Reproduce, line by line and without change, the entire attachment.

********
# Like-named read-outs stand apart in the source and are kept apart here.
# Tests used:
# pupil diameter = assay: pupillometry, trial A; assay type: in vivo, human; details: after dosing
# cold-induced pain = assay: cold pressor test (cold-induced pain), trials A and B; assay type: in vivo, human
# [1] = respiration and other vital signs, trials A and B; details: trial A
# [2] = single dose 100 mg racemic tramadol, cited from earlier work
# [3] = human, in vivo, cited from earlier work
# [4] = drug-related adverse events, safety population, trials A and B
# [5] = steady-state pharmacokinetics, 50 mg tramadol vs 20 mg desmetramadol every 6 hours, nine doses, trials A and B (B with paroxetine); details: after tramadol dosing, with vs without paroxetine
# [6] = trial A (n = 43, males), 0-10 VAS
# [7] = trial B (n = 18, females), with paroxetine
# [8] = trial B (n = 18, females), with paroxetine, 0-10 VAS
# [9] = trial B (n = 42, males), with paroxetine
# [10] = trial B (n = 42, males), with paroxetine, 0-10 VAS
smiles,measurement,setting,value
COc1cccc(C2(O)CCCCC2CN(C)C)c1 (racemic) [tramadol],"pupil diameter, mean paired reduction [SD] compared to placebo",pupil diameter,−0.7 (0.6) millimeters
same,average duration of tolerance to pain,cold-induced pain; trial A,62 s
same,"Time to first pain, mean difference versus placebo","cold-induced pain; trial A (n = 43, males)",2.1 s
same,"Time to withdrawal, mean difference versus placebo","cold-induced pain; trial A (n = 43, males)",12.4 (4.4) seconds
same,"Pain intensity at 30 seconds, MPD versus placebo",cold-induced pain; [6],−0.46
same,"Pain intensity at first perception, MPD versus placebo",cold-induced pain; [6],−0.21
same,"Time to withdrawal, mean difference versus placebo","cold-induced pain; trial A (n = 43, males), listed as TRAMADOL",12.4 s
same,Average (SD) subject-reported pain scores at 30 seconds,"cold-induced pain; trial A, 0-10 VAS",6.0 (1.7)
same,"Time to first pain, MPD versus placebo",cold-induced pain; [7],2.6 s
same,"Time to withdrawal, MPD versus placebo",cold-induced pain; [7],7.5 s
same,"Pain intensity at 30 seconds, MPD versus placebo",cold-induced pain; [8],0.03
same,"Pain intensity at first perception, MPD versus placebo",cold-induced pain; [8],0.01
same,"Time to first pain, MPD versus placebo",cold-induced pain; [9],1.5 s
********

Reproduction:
# Like-named read-outs stand apart in the source and are kept apart here.
# Tests used:
# pupil diameter = assay: pupillometry, trial A; assay type: in vivo, human; details: after dosing
# cold-induced pain = assay: cold pressor test (cold-induced pain), trials A and B; assay type: in vivo, human
# [1] = respiration and other vital signs, trials A and B; details: trial A
# [2] = single dose 100 mg racemic tramadol, cited from earlier work
# [3] = human, in vivo, cited from earlier work
# [4] = drug-related adverse events, safety population, trials A and B
# [5] = steady-state pharmacokinetics, 50 mg tramadol vs 20 mg desmetramadol every 6 hours, nine doses, trials A and B (B with paroxetine); details: after tramadol dosing, with vs without paroxetine
# [6] = trial A (n = 43, males), 0-10 VAS
# [7] = trial B (n = 18, females), with paroxetine
# [8] = trial B (n = 18, females), with paroxetine, 0-10 VAS
# [9] = trial B (n = 42, males), with paroxetine
# [10] = trial B (n = 42, males), with paroxetine, 0-10 VAS
smiles,measurement,setting,value
COc1cccc(C2(O)CCCCC2CN(C)C)c1 (racemic) [tramadol],"pupil diameter, mean paired reduction [SD] compared to placebo",pupil diameter,−0.7 (0.6) millimeters
same,average duration of tolerance to pain,cold-induced pain; trial A,62 s
same,"Time to first pain, mean difference versus placebo","cold-induced pain; trial A (n = 43, males)",2.1 s
same,"Time to withdrawal, mean difference versus placebo","cold-induced pain; trial A (n = 43, males)",12.4 (4.4) seconds
same,"Pain intensity at 30 seconds, MPD versus placebo",cold-induced pain; [6],−0.46
same,"Pain intensity at first perception, MPD versus placebo",cold-induced pain; [6],−0.21
same,"Time to withdrawal, mean difference versus placebo","cold-induced pain; trial A (n = 43, males), listed as TRAMADOL",12.4 s
same,Average (SD) subject-reported pain scores at 30 seconds,"cold-induced pain; trial A, 0-10 VAS",6.0 (1.7)
same,"Time to first pain, MPD versus placebo",cold-induced pain; [7],2.6 s
same,"Time to withdrawal, MPD versus placebo",cold-induced pain; [7],7.5 s
same,"Pain intensity at 30 seconds, MPD versus placebo",cold-induced pain; [8],0.03
same,"Pain intensity at first perception, MPD versus placebo",cold-induced pain; [8],0.01
same,"Time to first pain, MPD versus placebo",cold-induced pain; [9],1.5 s